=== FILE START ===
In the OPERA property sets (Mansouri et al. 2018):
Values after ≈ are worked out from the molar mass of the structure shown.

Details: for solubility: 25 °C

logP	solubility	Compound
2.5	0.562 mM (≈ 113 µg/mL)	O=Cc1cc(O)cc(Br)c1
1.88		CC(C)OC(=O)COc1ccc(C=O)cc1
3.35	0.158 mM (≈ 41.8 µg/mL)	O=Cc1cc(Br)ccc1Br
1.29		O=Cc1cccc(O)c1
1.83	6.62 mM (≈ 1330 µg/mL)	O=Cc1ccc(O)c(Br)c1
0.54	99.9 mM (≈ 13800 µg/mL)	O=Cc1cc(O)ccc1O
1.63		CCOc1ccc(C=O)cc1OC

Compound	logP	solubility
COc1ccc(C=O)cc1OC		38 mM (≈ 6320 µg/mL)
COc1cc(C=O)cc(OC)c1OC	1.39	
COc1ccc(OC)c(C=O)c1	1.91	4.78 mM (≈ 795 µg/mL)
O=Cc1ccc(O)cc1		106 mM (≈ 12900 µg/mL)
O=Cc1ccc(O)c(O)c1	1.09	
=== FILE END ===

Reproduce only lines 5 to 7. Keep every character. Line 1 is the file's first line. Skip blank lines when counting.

2.5	0.562 mM (≈ 113 µg/mL)	O=Cc1cc(O)cc(Br)c1
1.88		CC(C)OC(=O)COc1ccc(C=O)cc1
3.35	0.158 mM (≈ 41.8 µg/mL)	O=Cc1cc(Br)ccc1Br